The Division remains vigilant against violations of the Hart-Scott-Rodino Antitrust Improvements Act of 1976 (15 U.S.C. § 18a, the “HSR Act”). The Division enforced the HSR Act in two important cases in the past year. The HSR Act generally requires that parties to acquisitions above a certain threshold and under certain circumstances file a notification with the Division and the FTC and observe a waiting period to allow the agencies to review the transaction prior to its consummation. In both of these cases, the parties did not observe those requirements.
First, on April 4, 2016, the Division filed suit against certain ValueAct Capital entities for violating the HSR Act when they acquired shares of Baker Hughes and Halliburton in 2014 and 2015. In addition, on January 18, 2017, the Division filed a complaint alleging that, in connection with its acquisition of the Osprey Energy Center (Osprey), Duke Energy violated the Act by taking control of Osprey’s business before the HSR waiting period expired.
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In the fall of 2014, Baker Hughes and Halliburton—two of the three largest providers of oilfield services—announced their merger. Shortly thereafter, ValueAct purchased over $2.5 billion in stock of the companies without filing HSR notifications, making ValueAct among the largest shareholders of each company. ValueAct did not file notifications, claiming that its acquisitions were exempt from the HSR Act because they were “solely for the purpose of investment” and did not exceed 10 percent of the outstanding voting securities of either issuer. See 15 U.S.C. § 18a(c)(9) (the “investment-only exemption”). Under the HSR Rules, voting securities are acquired “solely for the purpose of investment” if the person acquiring such voting securities has no intention of participating in the formulation, determination, or direction of the basic business decisions of the issuer. 16 C.F.R. § 801.1(i)(1).
ValueAct did not qualify for the investment-only exemption because it intended to participate in the business decisions of both companies. Specifically, ValueAct intended to use its position as a major shareholder of both Halliburton and Baker Hughes to obtain access to management, to learn information about the companies and the merger in private conversations with senior executives, to influence those executives to improve the chances that the Halliburton-Baker Hughes merger would be completed, and ultimately to influence other business decisions regardless of whether the merger was consummated. Pursuant to a settlement filed July 12, 2016, ValueAct agreed to pay the largest ever HSR civil penalty of $11 million to resolve the allegations.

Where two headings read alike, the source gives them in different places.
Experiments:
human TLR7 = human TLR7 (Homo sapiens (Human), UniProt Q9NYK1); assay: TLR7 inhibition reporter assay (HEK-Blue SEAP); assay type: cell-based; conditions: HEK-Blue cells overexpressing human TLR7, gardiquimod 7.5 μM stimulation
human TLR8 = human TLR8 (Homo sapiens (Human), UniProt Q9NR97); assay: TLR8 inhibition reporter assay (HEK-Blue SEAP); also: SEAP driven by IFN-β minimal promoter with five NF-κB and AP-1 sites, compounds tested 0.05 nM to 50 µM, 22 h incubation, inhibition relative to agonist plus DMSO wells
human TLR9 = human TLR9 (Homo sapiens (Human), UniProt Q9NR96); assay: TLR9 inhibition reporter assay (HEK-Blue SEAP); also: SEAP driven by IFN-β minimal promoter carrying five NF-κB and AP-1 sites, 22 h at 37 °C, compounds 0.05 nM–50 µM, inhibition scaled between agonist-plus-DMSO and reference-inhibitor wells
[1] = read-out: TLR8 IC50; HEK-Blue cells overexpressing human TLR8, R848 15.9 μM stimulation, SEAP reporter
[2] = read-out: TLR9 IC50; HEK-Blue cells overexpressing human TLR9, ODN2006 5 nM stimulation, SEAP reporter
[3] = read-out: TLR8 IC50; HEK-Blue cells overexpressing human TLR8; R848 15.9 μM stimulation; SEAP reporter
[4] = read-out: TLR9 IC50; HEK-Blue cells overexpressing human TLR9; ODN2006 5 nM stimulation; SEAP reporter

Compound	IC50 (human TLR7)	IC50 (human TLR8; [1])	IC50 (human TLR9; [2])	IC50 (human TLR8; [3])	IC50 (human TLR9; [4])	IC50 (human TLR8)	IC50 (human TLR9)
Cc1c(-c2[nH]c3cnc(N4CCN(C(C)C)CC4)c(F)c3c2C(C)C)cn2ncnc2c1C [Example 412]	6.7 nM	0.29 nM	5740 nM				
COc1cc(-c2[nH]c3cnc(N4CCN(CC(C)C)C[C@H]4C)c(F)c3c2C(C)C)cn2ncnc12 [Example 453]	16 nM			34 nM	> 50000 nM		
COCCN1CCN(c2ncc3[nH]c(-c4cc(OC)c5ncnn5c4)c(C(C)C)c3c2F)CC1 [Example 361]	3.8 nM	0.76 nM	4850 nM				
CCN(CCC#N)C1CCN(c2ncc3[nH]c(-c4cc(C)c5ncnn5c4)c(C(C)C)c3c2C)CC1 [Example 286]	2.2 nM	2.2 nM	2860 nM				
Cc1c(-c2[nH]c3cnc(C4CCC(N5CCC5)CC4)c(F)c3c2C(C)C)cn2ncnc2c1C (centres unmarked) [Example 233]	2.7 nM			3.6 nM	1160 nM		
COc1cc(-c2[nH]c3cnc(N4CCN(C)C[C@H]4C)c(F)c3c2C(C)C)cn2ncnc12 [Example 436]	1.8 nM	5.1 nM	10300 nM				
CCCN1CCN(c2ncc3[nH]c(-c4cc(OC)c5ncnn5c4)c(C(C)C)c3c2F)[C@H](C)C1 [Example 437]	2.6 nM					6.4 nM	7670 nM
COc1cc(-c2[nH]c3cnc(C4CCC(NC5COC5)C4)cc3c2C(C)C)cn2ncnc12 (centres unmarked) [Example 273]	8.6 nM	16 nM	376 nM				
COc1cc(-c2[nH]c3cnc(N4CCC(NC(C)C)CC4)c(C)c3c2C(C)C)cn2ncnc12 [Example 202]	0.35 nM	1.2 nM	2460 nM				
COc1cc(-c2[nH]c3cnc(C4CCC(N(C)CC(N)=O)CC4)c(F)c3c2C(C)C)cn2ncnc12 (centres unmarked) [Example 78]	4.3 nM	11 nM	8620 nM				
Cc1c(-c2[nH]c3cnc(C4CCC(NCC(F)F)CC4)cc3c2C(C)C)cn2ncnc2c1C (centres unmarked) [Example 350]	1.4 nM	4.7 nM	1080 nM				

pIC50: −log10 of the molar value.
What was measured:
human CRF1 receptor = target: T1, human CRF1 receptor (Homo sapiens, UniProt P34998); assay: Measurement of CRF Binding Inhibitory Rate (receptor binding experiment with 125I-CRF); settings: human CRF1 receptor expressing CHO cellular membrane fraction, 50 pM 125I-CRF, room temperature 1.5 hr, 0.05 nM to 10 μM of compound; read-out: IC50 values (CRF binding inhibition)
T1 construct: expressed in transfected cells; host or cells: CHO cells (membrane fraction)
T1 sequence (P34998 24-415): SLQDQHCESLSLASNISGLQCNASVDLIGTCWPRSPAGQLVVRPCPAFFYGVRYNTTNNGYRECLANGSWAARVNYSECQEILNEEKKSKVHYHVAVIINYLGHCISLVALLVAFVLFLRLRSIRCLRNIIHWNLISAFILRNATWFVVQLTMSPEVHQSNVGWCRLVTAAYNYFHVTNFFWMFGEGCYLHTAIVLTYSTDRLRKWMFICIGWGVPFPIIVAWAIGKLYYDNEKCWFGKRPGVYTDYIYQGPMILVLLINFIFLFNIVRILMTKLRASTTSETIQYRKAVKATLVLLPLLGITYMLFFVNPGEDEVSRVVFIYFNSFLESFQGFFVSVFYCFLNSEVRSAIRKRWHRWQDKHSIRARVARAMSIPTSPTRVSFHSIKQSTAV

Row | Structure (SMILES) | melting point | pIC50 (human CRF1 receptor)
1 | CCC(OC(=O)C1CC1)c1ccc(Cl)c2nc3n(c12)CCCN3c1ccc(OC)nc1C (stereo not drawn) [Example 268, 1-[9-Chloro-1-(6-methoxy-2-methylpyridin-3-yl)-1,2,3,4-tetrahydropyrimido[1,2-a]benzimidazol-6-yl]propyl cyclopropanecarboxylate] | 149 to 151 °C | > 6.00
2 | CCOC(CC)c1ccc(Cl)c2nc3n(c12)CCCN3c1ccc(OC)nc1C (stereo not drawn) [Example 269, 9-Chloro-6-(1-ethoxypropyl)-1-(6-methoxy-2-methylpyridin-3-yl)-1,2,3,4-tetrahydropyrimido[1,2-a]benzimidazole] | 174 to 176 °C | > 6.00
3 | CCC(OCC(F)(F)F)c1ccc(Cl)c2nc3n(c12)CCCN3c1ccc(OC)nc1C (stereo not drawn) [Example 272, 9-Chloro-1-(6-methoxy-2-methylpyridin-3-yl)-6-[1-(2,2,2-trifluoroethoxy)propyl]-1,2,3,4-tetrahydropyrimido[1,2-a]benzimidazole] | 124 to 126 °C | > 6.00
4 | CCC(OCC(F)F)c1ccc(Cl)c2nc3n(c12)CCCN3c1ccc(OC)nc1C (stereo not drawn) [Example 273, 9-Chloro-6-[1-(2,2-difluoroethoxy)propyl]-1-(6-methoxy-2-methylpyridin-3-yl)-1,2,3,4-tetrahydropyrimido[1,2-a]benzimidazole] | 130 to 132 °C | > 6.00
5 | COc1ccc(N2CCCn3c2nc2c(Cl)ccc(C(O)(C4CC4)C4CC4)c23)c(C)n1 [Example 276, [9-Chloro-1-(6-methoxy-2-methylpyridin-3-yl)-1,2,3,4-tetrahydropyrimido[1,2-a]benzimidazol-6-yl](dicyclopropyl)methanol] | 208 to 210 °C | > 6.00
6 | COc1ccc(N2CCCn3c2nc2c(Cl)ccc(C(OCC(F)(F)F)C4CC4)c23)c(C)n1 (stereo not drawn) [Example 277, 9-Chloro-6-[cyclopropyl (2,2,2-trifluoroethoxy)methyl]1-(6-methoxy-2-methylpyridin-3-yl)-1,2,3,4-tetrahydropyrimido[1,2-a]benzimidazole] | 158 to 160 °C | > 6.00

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In August 2014, Duke Energy agreed to terms to purchase Osprey from Calpine, a competing seller of wholesale electricity nationally and in Florida. As part of the acquisition, and prior to expiration of the HSR waiting period, Duke entered into a “tolling agreement” whereby Duke immediately began exercising control over Osprey’s output, and immediately began reaping the day-to-day profits and losses from the plant’s business. Duke, for example, assumed control of purchasing all the fuel for the plant, arranging for delivery of that fuel, and arranging for transmission of all energy generated. Duke retained the profit (or loss) from the difference between the price of the energy generated at Osprey and the cost to generate the energy, bearing all the risk of changes in the market price for fuel and the market price for energy. Based on these potential risks and rewards, Duke decided exactly how much energy would be generated by the plant on an hour-by-hour basis, and relayed those detailed instructions each day to plant personnel. Duke treated Osprey as it treated its own plants in making business decisions about output. Thus, Duke’s tolling agreement with Calpine gave it significant operational control over the Osprey plant, and allowed Duke to assume the risks and potential benefits of changes in the value of Osprey’s business.
The HSR Act requirements apply to a transaction if, as a result of the transaction, the acquirer will “hold” assets or voting securities valued above the thresholds. Under the HSR Rules to “hold” assets or voting securities means to possess “beneficial ownership, whether direct, or indirect through fiduciaries, agents, controlled entities or other means.” 16 C.F.R 801.1(c). Thus, under the Act, parties must make an HSR filing and observe a waiting period before transferring beneficial ownership of the assets or voting securities to be acquired. Although a tolling agreement alone does not necessarily confer beneficial ownership, the combination of Duke’s agreement to purchase Osprey and the tolling agreement transferred beneficial ownership of Osprey’s business to Duke before Duke had fulfilled its obligations under the HSR Act. Pursuant to a settlement filed simultaneously with the complaint, Duke agreed to pay a civil penalty of $600,000 to resolve the case.